Tuesday, July 6, 2010

more mild than leise

Stumbling around on Netflix's instant watch, searching for something to pass the time, I came across this gem:

Yes, folks, this is a genuine Tristan und Isolde animated family film. I debated whether or not to watch it, but after reading these comments, how could I not?

Now, to review: apparently it has a happy ending, and there's also a "total random musical scene." To not at least check these out would be journalistic, musical, and scholarly neglect on my part.

That said, you can put up a small defense for giving Tristan a happy ending. First of all, it's not Wagner's story exclusively, and its transformation into myth gives it the same leeway that all mythology gets in translation. Remember, Jacobo Peri's and Giulio Caccini's Orfeo "operas" of 1600 ended with Orpheus rescuing Eurydice and the two living happily ever after. And let us not forget that Prokofiev's original version of his Romeo and Juliet ballet ended with the lovers 100% alive, until Soviet censors told him to change it (more on that here). Myths retain their vitality through changes, most gradual but some significant.

And, one could argue that, like the Ring, Tristan und Isolde does not actually have a "tragic" close. Tristan's agony is ended by his death; Isolde sings her Liebestod and the two are whisked away to be together. The final shimmering resolution of the drama's infamous chord symbolizes a love made perfect, one that could not abide in their imperfect reality.

Nowtwo lovers dying probably isn't a happy ending by second-rate Disney standards. So let's see what happens in this thing.

It opens with an excruciating prologue with some kind of cat beast setting the scene, outlining the basic story for a flying pack of fairies ("What, I'm telling it my way, okay!"). It's also in horrible quasi-3D reminiscent of this travesty.* I skipped around after that--didn't see any boat, just more fairies, a talking horse, giant venus fly traps, that wise-cracking cat thing, and, naturally, a dragon (which Tristan fights?).

Luckily, I found what you're about to see. There have been a fair share of complaints over the past hundred and forty-five years about the Wagner's Act II duet. It's just a little too long, some say (I'm not one of them)---too much time for just two people to wax poetic about their love, without much in terms of stage action. What if you could cut that down to forty seconds? Because that is the extent of Tristan & Isolde's musical wonderland (warning: the rest of this clip is in Greek, making it even more annoying).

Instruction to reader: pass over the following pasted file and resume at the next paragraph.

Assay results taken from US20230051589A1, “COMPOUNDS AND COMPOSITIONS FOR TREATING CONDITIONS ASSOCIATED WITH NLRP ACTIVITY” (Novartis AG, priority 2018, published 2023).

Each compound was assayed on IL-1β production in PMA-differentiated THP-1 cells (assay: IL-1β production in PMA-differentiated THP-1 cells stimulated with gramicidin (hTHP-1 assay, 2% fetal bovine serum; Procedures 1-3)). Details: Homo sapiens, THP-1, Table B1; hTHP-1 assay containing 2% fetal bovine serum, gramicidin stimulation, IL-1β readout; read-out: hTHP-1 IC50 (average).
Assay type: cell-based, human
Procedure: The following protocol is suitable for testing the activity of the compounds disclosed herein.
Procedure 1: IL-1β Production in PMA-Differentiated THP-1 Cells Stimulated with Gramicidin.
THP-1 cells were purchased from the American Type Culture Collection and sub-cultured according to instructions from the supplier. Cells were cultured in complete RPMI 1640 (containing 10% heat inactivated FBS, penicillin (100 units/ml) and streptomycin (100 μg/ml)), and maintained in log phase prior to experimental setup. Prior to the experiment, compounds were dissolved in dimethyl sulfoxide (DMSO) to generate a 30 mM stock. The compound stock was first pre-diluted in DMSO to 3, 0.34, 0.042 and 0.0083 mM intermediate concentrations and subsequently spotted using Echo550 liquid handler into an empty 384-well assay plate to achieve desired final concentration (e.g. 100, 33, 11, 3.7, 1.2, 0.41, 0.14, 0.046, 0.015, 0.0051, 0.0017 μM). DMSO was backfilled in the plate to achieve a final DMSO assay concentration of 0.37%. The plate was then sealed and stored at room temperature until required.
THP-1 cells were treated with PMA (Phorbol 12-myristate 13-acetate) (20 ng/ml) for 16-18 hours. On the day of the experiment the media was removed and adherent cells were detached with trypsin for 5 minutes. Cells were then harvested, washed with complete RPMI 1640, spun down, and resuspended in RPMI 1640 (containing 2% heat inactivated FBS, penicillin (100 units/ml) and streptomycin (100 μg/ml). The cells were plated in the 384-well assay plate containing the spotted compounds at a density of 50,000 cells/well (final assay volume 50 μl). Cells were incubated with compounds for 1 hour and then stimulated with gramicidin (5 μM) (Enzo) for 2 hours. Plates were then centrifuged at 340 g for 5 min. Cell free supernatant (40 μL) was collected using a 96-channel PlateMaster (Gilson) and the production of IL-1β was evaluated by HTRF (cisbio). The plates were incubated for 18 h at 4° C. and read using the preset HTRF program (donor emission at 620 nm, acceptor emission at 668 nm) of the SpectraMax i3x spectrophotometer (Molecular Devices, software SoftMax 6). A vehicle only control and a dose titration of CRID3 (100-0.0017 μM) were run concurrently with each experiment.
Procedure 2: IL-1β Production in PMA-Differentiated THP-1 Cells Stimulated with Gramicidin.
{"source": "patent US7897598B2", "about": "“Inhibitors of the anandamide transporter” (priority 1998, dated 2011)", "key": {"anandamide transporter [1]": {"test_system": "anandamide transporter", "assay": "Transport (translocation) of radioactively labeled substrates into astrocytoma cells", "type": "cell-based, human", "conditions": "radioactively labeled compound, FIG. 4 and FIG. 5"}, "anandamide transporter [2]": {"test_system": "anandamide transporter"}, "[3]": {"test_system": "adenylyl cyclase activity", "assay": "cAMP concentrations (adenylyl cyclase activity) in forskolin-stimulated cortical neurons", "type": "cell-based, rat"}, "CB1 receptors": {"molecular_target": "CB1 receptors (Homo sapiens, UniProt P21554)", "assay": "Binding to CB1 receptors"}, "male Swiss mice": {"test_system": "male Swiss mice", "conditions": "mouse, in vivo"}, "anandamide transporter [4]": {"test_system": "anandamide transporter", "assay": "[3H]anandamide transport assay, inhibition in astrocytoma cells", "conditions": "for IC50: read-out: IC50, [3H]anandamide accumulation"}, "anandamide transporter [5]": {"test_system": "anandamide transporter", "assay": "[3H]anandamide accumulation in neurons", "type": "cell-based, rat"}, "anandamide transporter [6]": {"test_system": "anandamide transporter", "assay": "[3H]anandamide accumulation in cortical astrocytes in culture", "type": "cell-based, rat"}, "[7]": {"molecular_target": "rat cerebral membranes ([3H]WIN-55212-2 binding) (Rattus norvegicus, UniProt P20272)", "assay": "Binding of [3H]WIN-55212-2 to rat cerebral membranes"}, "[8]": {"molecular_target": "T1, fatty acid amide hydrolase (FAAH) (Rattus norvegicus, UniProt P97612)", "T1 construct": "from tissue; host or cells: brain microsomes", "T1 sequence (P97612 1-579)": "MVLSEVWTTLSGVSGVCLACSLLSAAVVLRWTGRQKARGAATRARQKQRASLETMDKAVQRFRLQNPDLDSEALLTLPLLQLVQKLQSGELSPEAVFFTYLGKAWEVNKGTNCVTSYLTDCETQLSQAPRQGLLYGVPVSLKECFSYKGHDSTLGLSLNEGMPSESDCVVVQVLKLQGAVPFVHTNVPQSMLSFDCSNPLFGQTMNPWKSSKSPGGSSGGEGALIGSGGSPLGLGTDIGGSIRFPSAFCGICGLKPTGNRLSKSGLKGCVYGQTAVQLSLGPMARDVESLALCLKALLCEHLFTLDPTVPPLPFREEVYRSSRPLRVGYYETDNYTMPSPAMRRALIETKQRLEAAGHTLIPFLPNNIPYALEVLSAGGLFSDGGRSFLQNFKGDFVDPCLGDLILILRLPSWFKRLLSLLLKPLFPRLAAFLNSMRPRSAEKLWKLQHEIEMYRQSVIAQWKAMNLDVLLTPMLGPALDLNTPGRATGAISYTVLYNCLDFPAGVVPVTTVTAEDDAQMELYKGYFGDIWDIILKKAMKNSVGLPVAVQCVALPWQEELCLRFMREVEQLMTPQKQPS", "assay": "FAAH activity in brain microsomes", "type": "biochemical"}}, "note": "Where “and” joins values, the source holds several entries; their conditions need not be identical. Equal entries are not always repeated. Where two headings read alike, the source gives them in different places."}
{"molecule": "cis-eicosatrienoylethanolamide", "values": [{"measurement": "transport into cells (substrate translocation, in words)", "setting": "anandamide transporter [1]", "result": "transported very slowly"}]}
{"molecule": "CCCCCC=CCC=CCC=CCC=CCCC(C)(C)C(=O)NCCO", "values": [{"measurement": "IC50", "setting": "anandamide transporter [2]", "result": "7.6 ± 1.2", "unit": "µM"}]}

Anyway, in the end King Mark gives up his throne to Tristan ("I can't be King! I don't know how!" "You'll learn as you go, Tristan"), and decrees that Tristan must marry Isolde. The furry cat thing, which is apparently Puck, narrates with a few closing thoughts and alludes to a sequel--there's even a quick chord resolution which almost sounds like the end of Wagner's version. And then, I kid you not, a giant venus fly trap eats Puck. In the final lines of Tristan und Isolde, Isolde sings of the rapture of dissolving into the universal Weltatem. In Tristan & Isolde, a blue cat quips "I'm going to smell for days."

We can only hope that ACD will weigh in.

Next up: Wall-Edämmerung

*If you want to gouge your eyes out, watch the first five minutes of that (hat tip to my girlfriend Halie for introducing it to me).

1 comment:

  1. Tristan fights a dragon in some of the older editions of the story. Wagner's version is much abridged. It's part of the story before Tristan and Isolde are on the boat. The idea is that whoever killed the dragon could have Isolde. Tristan kills the dragon and cuts its tongue off and then is almost killed by the smell. One of Isolde's suitors then cuts off the head and presents it as if he has killed the dragon. Isolde and her mother then find Tristan floating in pond with the tongue tucked underneath his armor. They bring Tristan back to then present the tongue that is not inside the head of the dragon and make the suitor look like a fool.